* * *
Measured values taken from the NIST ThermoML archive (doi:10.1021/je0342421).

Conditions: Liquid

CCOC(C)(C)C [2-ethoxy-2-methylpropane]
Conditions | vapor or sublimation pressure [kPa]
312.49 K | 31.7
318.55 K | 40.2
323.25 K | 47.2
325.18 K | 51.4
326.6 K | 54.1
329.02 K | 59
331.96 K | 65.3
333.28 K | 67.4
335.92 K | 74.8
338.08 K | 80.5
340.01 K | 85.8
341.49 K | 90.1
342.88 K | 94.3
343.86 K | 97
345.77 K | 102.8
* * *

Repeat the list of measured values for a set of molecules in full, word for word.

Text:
Measured values taken from the NIST ThermoML archive (doi:10.1021/je0342421).

Conditions: Liquid

CCOC(C)(C)C [2-ethoxy-2-methylpropane]
Conditions | vapor or sublimation pressure [kPa]
312.49 K | 31.7
318.55 K | 40.2
323.25 K | 47.2
325.18 K | 51.4
326.6 K | 54.1
329.02 K | 59
331.96 K | 65.3
333.28 K | 67.4
335.92 K | 74.8
338.08 K | 80.5
340.01 K | 85.8
341.49 K | 90.1
342.88 K | 94.3
343.86 K | 97
345.77 K | 102.8